Many companies not practicing strong IT oversight

Using an industry report
Hi tech is a regular part of doing business, but companies can do more to protect themselves from attacks (manfeiyang/iStock/Getty Images Plus)

Over 90% of senior business leaders agree that strong technology oversight contributes to improved business outcomes and increased agility. But just 69% report their leadership and board of director teams need to establish a clearer link between business and IT goals.

The findings are in a survey by global technology association ISACA.

“It’s crucial boards become hyper vigilant to assure a tight link between business and IT goals,” said ISACA Vice Chairman Rob Clyde. “That way they can really leverage technology and achieve their objectives.”

Not all executive teams and boards have digital security down pat. Data shows:

  • Only 55% of organizations’ leadership team and board are doing everything they can to safeguard their digital assets and data.
  • 21% don’t think their leadership team and board are doing all they can to safeguard their organization’s digital assets and data, and 23% neither agree/disagree or don’t know.
  • As a part of overall governance, cybersecurity policies and defenses, like strong passwords, were cited as the number one corporate governance technological challenge and opportunity faced by senior leadership teams globally. Yet:
  • Only 21% of senior leadership and boards are briefed on risk topics at every senior leadership meeting.
  • Only one-third of organizations assess risk related to technology use on a monthly or more frequent basis.

Many leadership teams are prioritizing and increasing funding for cybersecurity and risk management programs:

  • Almost half (48%) of leadership teams will prioritize funding expansion in cyber defense improvements, beating the number that intend to significantly expand funding for digital transformation (33%) and cloud (27%).
  • Leadership teams also intend to fund increases in spending for security consultants (27%), upgrades to network perimeter defenses (25%), and cyber insurance (17%).
  • Well over half (64 percent) of organizations have already increased spending on risk management in the past year versus last year, and 33% intend to increase spending in enterprise risk management programs over the next 12 months.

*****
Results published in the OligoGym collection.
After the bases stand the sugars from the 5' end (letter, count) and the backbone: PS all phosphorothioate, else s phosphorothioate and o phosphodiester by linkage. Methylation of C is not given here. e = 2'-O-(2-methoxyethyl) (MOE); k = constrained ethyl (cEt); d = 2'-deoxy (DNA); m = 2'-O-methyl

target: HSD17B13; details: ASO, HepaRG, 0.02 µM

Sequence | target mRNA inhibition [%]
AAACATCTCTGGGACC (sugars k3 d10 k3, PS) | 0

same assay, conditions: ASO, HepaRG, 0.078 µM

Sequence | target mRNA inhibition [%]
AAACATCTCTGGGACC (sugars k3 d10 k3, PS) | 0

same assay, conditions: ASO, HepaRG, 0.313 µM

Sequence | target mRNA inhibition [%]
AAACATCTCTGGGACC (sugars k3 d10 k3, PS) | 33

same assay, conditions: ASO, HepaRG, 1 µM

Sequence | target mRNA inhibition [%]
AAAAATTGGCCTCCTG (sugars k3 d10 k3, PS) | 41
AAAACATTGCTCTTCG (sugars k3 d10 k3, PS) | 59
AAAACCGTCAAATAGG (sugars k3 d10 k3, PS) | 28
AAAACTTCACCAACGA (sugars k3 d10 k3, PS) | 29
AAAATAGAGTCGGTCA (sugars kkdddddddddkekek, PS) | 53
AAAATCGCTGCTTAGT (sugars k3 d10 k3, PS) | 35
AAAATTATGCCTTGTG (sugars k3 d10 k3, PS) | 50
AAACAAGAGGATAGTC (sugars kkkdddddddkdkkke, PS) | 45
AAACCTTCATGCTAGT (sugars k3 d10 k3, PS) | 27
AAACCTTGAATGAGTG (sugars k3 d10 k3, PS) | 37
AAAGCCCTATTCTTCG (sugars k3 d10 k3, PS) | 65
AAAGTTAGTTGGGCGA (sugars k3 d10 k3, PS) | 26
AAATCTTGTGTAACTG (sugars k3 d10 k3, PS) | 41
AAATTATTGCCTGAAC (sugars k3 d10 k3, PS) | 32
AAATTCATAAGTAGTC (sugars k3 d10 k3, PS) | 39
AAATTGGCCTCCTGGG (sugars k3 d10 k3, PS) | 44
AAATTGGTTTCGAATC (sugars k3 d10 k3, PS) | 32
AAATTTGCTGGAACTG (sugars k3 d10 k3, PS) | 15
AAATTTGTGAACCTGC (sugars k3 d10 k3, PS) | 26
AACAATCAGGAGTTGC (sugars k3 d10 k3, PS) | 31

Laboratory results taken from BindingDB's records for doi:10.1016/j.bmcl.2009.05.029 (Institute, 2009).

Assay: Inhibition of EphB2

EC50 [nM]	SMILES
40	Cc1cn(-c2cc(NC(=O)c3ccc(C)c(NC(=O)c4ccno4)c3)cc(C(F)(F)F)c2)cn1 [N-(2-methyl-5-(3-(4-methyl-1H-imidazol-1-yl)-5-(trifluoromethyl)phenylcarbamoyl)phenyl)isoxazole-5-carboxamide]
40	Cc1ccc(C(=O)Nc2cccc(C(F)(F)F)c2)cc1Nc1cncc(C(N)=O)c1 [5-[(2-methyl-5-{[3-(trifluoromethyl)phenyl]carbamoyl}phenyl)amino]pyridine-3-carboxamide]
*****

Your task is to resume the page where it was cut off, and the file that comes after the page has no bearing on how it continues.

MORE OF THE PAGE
• Leadership teams recognize that internal cyberthreats are as real as external ones:
  • 61% say the board or senior leadership team believes there is heightened risk from both external and internal risks.

Despite the widely recognized importance of cybersecurity, most organizations are not planning to increase funding for training over the next year:

  • 35% of respondents intend to increase spending on data security training for employees.
  • 15% of respondents intend to increase spending for cybersecurity training for board members.
  • 21% of respondents intend to increase spending for employee privacy training.

Most organizations are using some type of governance framework to help address areas like cybersecurity and risk.

Respondents were asked to name organizations whose boards they perceive to be doing an exemplary job of business technology governance. Of the more than 150 organizations noted, Microsoft, Google and IBM were most often cited as leading by example.

In addition, at companies like Sydney, Australia-based financial products and services organization Tyro, governance is already paying off.

“Business decisions at Tyro are aligned with technology-based solutions, leveraging technological and governance components to improve Tyro’s overall resilience and confidence in its technology and product stack,” said Sascha Hess, director of operations at Tyro Payments, in the survey. “Aligning business and technology decisions has created a culture where leaders and team members alike have already clearly seen advancements toward our overall business results.”

The findings are based on 732 respondents from 87 countries.